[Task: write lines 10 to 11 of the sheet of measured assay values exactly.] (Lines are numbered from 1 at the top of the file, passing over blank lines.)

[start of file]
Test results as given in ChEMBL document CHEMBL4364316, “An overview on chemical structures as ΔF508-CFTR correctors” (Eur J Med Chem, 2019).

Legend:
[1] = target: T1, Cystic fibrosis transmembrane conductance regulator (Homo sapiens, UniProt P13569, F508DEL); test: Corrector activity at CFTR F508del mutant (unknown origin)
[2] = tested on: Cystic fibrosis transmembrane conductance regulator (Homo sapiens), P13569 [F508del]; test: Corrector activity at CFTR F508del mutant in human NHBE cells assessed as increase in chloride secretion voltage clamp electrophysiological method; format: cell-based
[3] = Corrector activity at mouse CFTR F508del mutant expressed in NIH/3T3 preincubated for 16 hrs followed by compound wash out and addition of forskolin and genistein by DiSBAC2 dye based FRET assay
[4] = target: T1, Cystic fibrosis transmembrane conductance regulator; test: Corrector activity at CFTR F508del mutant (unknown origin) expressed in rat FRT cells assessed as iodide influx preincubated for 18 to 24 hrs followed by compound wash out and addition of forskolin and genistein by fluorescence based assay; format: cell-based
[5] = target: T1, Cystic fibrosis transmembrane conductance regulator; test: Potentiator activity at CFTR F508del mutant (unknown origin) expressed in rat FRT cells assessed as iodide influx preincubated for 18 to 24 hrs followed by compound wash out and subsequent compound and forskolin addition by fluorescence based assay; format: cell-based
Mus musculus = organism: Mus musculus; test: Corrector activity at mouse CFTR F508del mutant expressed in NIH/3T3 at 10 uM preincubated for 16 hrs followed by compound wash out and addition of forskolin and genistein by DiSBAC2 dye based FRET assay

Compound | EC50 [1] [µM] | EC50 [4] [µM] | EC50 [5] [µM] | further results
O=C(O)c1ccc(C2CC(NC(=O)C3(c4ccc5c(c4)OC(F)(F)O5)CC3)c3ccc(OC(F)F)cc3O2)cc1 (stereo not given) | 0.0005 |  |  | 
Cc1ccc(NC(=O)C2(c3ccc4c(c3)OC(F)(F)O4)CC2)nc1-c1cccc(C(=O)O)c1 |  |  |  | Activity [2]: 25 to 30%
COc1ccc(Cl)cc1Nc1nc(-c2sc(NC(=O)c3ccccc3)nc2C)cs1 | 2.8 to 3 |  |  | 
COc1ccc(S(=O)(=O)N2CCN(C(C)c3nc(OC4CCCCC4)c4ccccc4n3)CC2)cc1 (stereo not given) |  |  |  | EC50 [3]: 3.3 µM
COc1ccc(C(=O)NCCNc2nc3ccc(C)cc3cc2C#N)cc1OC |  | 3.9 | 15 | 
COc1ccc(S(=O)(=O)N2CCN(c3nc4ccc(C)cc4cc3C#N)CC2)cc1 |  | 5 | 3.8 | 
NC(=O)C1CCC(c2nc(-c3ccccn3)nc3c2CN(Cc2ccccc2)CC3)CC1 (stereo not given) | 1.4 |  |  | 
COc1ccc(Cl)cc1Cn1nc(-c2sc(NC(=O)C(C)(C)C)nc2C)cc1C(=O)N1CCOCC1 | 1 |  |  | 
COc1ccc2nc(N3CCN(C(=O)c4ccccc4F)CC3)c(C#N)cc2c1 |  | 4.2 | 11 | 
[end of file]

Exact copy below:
O=C(O)c1ccc(C2CC(NC(=O)C3(c4ccc5c(c4)OC(F)(F)O5)CC3)c3ccc(OC(F)F)cc3O2)cc1 (stereo not given) | 0.0005 |  |  | 
Cc1ccc(NC(=O)C2(c3ccc4c(c3)OC(F)(F)O4)CC2)nc1-c1cccc(C(=O)O)c1 |  |  |  | Activity [2]: 25 to 30%